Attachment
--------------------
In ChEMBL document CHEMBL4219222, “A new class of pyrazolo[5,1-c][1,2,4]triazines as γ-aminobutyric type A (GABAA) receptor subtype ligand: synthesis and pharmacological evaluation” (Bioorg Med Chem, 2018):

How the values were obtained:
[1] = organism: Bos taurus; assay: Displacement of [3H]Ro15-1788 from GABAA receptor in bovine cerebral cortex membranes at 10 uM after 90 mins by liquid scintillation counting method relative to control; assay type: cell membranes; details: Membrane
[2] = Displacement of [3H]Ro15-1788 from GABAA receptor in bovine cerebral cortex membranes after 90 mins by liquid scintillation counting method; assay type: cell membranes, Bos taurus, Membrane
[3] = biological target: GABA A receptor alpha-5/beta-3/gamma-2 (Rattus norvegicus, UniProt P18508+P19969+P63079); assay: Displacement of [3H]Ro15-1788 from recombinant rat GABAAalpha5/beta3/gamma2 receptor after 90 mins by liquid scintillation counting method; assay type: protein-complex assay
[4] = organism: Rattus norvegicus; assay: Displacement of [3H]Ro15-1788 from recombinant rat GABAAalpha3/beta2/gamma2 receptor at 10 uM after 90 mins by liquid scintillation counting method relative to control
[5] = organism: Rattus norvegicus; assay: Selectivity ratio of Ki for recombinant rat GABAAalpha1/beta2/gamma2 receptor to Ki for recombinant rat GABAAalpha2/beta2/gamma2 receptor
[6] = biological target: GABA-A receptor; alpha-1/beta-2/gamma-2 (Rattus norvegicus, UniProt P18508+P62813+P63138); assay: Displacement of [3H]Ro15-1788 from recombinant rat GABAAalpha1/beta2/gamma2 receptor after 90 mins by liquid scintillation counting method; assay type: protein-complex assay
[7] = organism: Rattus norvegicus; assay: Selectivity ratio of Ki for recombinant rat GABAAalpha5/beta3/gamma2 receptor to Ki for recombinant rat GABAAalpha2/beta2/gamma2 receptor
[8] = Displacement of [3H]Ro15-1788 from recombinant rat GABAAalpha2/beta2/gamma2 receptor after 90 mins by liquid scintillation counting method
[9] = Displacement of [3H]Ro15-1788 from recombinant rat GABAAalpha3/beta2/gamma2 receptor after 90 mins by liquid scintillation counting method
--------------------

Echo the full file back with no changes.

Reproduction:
In ChEMBL document CHEMBL4219222, “A new class of pyrazolo[5,1-c][1,2,4]triazines as γ-aminobutyric type A (GABAA) receptor subtype ligand: synthesis and pharmacological evaluation” (Bioorg Med Chem, 2018):

How the values were obtained:
[1] = organism: Bos taurus; assay: Displacement of [3H]Ro15-1788 from GABAA receptor in bovine cerebral cortex membranes at 10 uM after 90 mins by liquid scintillation counting method relative to control; assay type: cell membranes; details: Membrane
[2] = Displacement of [3H]Ro15-1788 from GABAA receptor in bovine cerebral cortex membranes after 90 mins by liquid scintillation counting method; assay type: cell membranes, Bos taurus, Membrane
[3] = biological target: GABA A receptor alpha-5/beta-3/gamma-2 (Rattus norvegicus, UniProt P18508+P19969+P63079); assay: Displacement of [3H]Ro15-1788 from recombinant rat GABAAalpha5/beta3/gamma2 receptor after 90 mins by liquid scintillation counting method; assay type: protein-complex assay
[4] = organism: Rattus norvegicus; assay: Displacement of [3H]Ro15-1788 from recombinant rat GABAAalpha3/beta2/gamma2 receptor at 10 uM after 90 mins by liquid scintillation counting method relative to control
[5] = organism: Rattus norvegicus; assay: Selectivity ratio of Ki for recombinant rat GABAAalpha1/beta2/gamma2 receptor to Ki for recombinant rat GABAAalpha2/beta2/gamma2 receptor
[6] = biological target: GABA-A receptor; alpha-1/beta-2/gamma-2 (Rattus norvegicus, UniProt P18508+P62813+P63138); assay: Displacement of [3H]Ro15-1788 from recombinant rat GABAAalpha1/beta2/gamma2 receptor after 90 mins by liquid scintillation counting method; assay type: protein-complex assay
[7] = organism: Rattus norvegicus; assay: Selectivity ratio of Ki for recombinant rat GABAAalpha5/beta3/gamma2 receptor to Ki for recombinant rat GABAAalpha2/beta2/gamma2 receptor
[8] = Displacement of [3H]Ro15-1788 from recombinant rat GABAAalpha2/beta2/gamma2 receptor after 90 mins by liquid scintillation counting method
[9] = Displacement of [3H]Ro15-1788 from recombinant rat GABAAalpha3/beta2/gamma2 receptor after 90 mins by liquid scintillation counting method